Volume 64 Number 2 Article 3 Pages: 78-82
Year 2010 Month 4
Title: A Century of Muscadine Grape (Vitis rotundifolia Michx.) Breeding at the University of Georgia
Author: P.J. Conner
Muscadine grapes have been cultivated commercially in the southeastern United States since the middle of the
Production trends have waxed and waned, but there is a renewed interest in this grape because of
recent studies indicating their high nutraceutical content.
Early cultivars were simply selections from the wild,
but current cultivars were all developed from breeding programs.
The University of Georgia (UGA) operates the
oldest and largest breeding program dedicated to the improvement of the muscadine grape.
The UGA program
began in 1909 and over the years has released over 30 cultivars.
One of those cultivars, the bronze skinned ‘Fry’,
is the leading cultivar for fresh market use and is widely grown.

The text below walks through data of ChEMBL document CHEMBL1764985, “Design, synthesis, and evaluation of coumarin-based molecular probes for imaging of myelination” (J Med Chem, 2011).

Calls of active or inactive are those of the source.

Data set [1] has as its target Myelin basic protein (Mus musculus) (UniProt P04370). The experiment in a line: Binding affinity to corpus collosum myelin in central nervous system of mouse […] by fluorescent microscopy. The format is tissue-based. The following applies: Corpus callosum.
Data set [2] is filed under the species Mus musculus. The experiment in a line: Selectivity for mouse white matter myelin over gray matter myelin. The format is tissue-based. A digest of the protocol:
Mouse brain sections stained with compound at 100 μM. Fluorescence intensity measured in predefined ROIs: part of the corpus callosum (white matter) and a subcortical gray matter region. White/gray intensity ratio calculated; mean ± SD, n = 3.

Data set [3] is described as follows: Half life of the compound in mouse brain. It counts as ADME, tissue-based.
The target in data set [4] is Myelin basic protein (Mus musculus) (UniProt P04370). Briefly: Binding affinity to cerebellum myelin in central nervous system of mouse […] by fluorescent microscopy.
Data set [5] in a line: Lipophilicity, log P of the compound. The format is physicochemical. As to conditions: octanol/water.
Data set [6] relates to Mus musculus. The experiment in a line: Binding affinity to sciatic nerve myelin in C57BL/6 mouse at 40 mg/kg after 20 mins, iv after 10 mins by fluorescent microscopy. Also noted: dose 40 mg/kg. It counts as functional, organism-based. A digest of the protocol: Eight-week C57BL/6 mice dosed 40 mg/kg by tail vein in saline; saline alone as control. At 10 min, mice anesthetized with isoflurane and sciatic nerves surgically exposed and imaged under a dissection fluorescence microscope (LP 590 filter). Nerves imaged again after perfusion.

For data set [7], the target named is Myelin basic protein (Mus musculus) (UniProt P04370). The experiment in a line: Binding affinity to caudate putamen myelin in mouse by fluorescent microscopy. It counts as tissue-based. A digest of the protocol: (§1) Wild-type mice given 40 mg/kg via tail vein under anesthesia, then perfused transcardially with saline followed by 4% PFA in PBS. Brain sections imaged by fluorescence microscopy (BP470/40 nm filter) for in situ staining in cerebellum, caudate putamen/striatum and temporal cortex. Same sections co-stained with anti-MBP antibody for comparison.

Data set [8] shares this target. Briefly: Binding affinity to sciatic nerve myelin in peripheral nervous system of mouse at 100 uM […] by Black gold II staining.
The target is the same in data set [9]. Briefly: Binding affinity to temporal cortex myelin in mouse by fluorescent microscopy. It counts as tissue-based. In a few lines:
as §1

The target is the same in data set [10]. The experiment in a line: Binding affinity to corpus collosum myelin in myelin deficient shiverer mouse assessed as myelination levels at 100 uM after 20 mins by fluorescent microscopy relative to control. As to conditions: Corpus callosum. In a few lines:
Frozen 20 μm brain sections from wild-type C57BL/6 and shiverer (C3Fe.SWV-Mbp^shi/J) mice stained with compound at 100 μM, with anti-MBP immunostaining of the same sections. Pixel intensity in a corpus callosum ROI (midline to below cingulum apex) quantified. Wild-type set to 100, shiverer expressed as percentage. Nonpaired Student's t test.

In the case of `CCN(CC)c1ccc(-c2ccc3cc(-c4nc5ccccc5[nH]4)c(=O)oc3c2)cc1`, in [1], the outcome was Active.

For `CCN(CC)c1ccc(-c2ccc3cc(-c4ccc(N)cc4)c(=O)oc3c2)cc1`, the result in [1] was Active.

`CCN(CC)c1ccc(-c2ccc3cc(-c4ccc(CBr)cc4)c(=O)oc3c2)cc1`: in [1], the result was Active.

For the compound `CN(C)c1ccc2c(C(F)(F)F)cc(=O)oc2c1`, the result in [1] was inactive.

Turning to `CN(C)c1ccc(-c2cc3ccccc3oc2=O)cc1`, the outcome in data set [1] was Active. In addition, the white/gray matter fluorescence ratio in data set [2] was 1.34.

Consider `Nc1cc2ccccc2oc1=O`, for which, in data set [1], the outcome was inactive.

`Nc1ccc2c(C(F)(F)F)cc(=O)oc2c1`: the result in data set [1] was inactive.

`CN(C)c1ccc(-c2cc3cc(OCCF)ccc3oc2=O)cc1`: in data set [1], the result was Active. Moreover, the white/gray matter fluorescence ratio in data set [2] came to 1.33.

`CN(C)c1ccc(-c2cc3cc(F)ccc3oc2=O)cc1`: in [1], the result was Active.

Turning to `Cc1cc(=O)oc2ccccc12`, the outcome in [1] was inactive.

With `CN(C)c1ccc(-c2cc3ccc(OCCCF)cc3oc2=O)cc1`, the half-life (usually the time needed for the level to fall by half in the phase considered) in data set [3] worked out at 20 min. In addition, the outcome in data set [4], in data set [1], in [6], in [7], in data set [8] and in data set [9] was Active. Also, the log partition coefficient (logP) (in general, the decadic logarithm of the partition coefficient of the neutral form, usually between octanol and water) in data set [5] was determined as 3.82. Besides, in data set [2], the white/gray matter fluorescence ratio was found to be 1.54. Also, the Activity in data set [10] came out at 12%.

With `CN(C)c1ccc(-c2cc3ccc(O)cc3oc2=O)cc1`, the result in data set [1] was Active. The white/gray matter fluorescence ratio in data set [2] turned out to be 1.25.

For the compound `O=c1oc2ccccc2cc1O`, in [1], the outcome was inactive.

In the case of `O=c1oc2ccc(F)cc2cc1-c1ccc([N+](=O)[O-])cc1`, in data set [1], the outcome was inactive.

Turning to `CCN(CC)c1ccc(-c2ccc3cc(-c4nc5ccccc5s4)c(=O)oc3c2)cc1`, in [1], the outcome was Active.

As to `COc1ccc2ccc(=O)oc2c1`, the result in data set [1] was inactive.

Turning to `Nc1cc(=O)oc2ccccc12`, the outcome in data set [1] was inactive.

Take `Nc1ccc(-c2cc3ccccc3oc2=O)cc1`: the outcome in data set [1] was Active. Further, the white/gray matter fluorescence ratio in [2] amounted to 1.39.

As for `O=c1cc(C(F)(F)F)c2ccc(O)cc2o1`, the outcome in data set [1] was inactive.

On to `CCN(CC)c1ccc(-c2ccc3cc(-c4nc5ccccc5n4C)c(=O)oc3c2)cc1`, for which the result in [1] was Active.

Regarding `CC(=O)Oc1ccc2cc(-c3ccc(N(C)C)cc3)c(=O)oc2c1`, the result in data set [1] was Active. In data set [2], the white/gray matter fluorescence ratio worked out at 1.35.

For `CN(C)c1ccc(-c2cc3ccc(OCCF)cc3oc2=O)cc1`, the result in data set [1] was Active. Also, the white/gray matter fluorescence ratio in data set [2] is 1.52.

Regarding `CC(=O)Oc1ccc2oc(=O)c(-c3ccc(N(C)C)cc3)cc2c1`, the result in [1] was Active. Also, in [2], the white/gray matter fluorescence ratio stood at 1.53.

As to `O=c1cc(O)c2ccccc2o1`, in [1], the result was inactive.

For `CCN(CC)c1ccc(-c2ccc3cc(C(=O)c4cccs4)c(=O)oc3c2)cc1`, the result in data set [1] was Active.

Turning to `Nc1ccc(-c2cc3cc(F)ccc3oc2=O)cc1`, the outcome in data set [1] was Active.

More recent releases such as ‘Summit’ and
‘Tara’ are gaining in popularity.
Current goals of the breeding program include the development of new cultivars
which combine large berry size with perfect flowers, earlier and later maturing cultivars, berries with dry stem
scars and edible skins, and increased cold hardiness.
Recently work has begun in using several Euvitis Planch. ×
Muscadinia Planch. hybrids in order to introduce disease resistance and quality traits into V. rotundifolia Michx.
Full text download: APS subscribers
ISHS members & pay-per-view
(PDF 316009 bytes)
APS membership administration
ISHS membership administration